• This doesn't work if the existing name is something that would require backticks. – jzadra Oct 19 '17 at 21:51
  • 2
    Thank you. I must agree that the new rlang has taken the tidyverse away from an understandable grammar, which seems like a huge step backwards to me. – jzadra Oct 23 '17 at 15:28
13

Here's a couple of alternative solutions that are arguably easier to read because they are not focused around the . reference. select understands column indices, so if you're renaming the first column, you can simply do

mtcars %>% select( RenamedColumn = 1, everything() )

However, the issue with using select is that it will reorder columns if you're renaming a column in the middle. To get around the issue, you have to pre-select the columns to the left of the one you're renaming:

## This will rename the 7th column without changing column order
mtcars %>% select( 1:6, RenamedColumn = 7, everything() )

Another option is to use the new rename_at, which also understand column indices:

## This will also rename the 7th column without changing the order
## Credit for simplifying the second argument: Moody_Mudskipper
mtcars %>% rename_at( 7, ~"RenamedColumn" )

The ~ is needed because rename_at is quite flexible and can accept functions as its second argument. For example, mtcars %>% rename_at( c(2,4), toupper ) will make the names of the second and fourth columns uppercase.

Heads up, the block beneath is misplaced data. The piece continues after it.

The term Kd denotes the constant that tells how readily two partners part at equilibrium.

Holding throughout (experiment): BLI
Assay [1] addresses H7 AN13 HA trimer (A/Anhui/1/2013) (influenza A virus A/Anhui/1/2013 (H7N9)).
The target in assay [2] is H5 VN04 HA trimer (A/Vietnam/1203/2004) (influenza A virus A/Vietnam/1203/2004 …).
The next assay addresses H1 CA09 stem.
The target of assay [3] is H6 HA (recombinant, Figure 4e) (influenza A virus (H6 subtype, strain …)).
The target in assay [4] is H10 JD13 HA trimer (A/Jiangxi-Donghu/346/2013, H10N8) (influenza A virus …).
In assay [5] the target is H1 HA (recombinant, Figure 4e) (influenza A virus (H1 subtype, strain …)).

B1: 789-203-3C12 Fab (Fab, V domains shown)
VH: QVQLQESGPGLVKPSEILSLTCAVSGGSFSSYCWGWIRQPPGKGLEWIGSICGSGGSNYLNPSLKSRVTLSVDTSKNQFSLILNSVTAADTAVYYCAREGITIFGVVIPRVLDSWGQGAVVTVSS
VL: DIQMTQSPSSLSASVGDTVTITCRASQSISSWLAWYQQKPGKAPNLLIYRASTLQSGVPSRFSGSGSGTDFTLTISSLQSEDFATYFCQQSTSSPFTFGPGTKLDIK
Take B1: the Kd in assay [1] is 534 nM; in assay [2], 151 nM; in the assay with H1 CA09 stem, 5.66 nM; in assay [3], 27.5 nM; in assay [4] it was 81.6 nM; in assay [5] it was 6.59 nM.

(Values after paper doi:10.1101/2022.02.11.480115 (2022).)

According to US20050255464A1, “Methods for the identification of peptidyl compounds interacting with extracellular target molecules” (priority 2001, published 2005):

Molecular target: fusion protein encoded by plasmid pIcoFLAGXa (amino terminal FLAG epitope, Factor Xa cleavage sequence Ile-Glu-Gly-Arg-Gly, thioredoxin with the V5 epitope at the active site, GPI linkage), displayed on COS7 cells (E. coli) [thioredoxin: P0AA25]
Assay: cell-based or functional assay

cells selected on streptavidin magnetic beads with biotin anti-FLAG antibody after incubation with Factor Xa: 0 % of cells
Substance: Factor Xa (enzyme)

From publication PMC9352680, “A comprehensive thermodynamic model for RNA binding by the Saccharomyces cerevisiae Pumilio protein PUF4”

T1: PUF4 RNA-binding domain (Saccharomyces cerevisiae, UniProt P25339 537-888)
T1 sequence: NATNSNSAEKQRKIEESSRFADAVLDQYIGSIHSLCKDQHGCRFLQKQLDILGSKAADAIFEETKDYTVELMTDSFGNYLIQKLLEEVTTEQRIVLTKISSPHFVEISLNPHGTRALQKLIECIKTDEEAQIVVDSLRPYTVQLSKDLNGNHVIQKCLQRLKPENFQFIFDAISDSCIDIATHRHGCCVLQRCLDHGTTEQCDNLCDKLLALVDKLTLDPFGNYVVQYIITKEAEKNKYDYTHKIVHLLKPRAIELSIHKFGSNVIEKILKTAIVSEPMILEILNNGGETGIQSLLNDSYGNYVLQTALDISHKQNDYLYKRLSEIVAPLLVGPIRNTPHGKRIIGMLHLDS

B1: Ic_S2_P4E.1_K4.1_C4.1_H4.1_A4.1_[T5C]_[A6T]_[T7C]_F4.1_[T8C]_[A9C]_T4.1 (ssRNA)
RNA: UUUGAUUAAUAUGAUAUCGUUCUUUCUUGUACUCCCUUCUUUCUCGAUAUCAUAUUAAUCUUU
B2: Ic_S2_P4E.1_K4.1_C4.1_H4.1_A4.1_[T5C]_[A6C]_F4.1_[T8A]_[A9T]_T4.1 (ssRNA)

3
  • rename_at seems to be the best, and most current solution of the lot. Thanks, @artem-solokov ! – shreyasgm Mar 7 '18 at 17:04
  • 1
    @Artem you can write just mtcars %>% rename_at(1,~"RenamedColumn") – Moody_Mudskipper Mar 24 '18 at 23:32
  • 1
    Great suggestion, @Moody_Mudskipper. I edited my answer to incorporate it. – Artem Sokolov Mar 26 '18 at 14:30
4

dplyr has superceded rename_at() with rename_with(). You can rename a column by index like this:

library(tidyverse)

mtcars %>% 
  rename_with(.cols = 1, ~"renamed_column")

#>                     renamed_column cyl  disp  hp drat    wt  qsec vs am gear
#> Mazda RX4                    21.0   6 160.0 110 3.90 2.620 16.46  0  1    4
#> Mazda RX4 Wag                21.0   6 160.0 110 3.90 2.875 17.02  0  1    4
#> Datsun 710                   22.8   4 108.0  93 3.85 2.320 18.61  1  1    4
#> Hornet 4 Drive               21.4   6 258.0 110 3.08 3.215 19.44  1  0    3
#> Hornet Sportabout            18.7   8 360.0 175 3.15 3.440 17.02  0  0    3
#> ...

Be sure to include the tilde (~)* before the new column name.

Also note that if you introduce the glue package, you can modify existing column names like this: